The second approach schedules the periodic tasks by EDF algorithm  while the sporadic tasks are scheduled by the Slack Stealing  algorithm. This approach is similar to the one used by Chetto and Chetto  to schedule periodic tasks with sporadic others by EDF. However, this approach has a linear complexity compared to a polynomial complexity for the solution proposed in .
Probabilistic execution time with precedence constraints: had two main periods of development. The first one is related to the early 2000’s regain of interest for probabilistic and statistical approaches, answering an increased pressure from the industrial partners to propose more complex models. During this period, one thread of results is dedicated to the scheduling analysis of DAG task models [78, 79], where a stochastic modelling for the execution times is proposed.
This thesis belongs to the second period started after 2010. Federated scheduling for DAG task model with probabilistic execution time  is another such recent work. The difficulties in advancing towards a more general solution does not come from a lack of interest from the real-time community. The difficulties are explainedby the fact that the DAG task model is placing the scheduling closer to the modeling stage within the design of a real-time system, while expressing an increased need of describing the functional constraints between tasks.
Deterministic Response Time Analysis
In this section, we propose a response time analysis of the DAG task model defined previously. Our RTA reduces pessimism when estimating Worst-Case Response Time (WCRT) without increasing computational complexity. Indeed, Palencia et al.  use fixed point equations to derive an estimation of WCRT.
These equations are based on a pessimistic assumption about worst-case arrival patterns that simplifies the analysis but causes an over-estimation of WCRT. On the other hand, Fonseca et al.  propose a response time analysis based on solving a MILP optimization problem. Their solution outperforms the work of Palencia et al.  and it reduces pessimism in the WCRT estimate. However, it increases the computational complexity and the run-time.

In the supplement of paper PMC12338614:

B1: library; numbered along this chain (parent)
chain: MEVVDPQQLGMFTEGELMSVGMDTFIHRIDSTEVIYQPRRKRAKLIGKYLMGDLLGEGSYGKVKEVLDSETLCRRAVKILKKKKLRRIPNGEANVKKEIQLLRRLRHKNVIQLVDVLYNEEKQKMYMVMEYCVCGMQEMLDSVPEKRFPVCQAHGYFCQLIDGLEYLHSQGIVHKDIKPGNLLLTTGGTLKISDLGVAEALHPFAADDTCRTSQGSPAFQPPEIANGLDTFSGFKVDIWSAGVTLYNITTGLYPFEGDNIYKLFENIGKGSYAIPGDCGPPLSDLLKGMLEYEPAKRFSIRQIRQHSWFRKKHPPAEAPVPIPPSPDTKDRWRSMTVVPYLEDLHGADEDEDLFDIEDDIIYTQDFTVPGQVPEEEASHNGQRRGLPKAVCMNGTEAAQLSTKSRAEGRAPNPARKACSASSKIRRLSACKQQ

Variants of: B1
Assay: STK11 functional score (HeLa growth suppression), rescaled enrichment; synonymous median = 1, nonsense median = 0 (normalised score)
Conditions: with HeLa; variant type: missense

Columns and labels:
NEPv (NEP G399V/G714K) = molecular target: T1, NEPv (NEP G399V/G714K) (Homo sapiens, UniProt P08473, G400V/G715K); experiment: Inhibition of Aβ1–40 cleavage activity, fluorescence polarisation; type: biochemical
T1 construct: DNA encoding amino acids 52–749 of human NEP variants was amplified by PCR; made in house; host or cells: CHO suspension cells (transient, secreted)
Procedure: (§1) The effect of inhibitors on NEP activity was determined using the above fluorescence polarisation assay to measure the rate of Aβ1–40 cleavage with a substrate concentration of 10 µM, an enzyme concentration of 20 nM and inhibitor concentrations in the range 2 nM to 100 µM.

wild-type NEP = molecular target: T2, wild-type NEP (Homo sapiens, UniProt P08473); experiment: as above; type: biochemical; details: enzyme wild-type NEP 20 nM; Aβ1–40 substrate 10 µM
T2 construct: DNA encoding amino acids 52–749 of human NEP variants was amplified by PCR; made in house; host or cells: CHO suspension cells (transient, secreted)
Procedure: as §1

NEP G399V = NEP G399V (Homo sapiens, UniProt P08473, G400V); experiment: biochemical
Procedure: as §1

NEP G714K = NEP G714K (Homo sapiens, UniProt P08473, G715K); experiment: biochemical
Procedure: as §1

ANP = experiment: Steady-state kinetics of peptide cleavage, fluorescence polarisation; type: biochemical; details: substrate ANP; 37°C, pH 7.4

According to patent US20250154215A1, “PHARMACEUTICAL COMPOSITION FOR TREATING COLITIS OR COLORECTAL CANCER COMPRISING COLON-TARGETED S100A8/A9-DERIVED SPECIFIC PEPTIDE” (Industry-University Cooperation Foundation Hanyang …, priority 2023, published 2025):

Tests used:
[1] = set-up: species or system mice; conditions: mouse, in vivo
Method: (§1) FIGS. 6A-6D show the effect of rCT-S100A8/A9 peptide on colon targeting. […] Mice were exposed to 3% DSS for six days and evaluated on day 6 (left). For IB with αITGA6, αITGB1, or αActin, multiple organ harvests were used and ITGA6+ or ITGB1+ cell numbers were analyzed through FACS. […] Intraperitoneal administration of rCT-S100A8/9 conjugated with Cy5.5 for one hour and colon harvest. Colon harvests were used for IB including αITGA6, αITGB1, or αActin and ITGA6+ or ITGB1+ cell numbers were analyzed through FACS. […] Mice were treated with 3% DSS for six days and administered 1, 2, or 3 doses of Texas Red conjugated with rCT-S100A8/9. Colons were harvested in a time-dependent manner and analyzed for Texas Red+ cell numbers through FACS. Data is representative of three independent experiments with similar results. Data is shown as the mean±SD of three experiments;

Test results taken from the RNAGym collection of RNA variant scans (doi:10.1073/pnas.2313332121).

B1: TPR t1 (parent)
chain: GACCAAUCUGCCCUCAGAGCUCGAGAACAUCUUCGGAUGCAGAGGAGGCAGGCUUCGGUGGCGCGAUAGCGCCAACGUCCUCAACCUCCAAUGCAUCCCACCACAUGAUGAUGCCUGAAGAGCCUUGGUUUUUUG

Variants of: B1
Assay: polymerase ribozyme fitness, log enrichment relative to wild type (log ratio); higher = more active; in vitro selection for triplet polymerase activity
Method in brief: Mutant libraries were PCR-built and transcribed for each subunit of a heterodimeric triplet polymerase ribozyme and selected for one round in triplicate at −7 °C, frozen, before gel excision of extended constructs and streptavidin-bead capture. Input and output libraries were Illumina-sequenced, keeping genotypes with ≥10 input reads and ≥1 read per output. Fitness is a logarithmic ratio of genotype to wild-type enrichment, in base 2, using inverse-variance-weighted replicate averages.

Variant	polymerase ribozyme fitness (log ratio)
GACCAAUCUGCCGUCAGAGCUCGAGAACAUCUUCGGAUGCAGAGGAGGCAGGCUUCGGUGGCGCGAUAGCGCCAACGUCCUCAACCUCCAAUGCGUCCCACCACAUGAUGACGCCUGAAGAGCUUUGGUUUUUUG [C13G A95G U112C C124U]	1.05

Our proposed response time analysis is based on iterative equations that reduce pessimism compared to Palencia et al. . They reduce also the complexity of the method compared to Fonseca et al. work . In order to present our response time equations, we start by explaining the equations proposed by Palencia et al. in . Then, we describe how we derive our analysis by modifying these equations.
Holistic analysis for sub-task chains on distributed systems
Palencia et al.  compute an upper-bound on the response time of a chain of sub-tasks executed on a distributed system (several processors). They proceed sub-task by sub-task from the beginning of the chain. First, they compute the local response time, denoted wi,j , of the studied sub-task i,j when executed on its processor with all higher priority sub-tasks. They assume that these higher priority sub-tasks are activated synchronously with i,j (at the critical instant). Then, they add to the local response wi,j , the global response time of the predecessor sub-task of i,j and the communication delay between the two sub-tasks in order to obtain the global response time Rglobal i,j of sub-task i,j .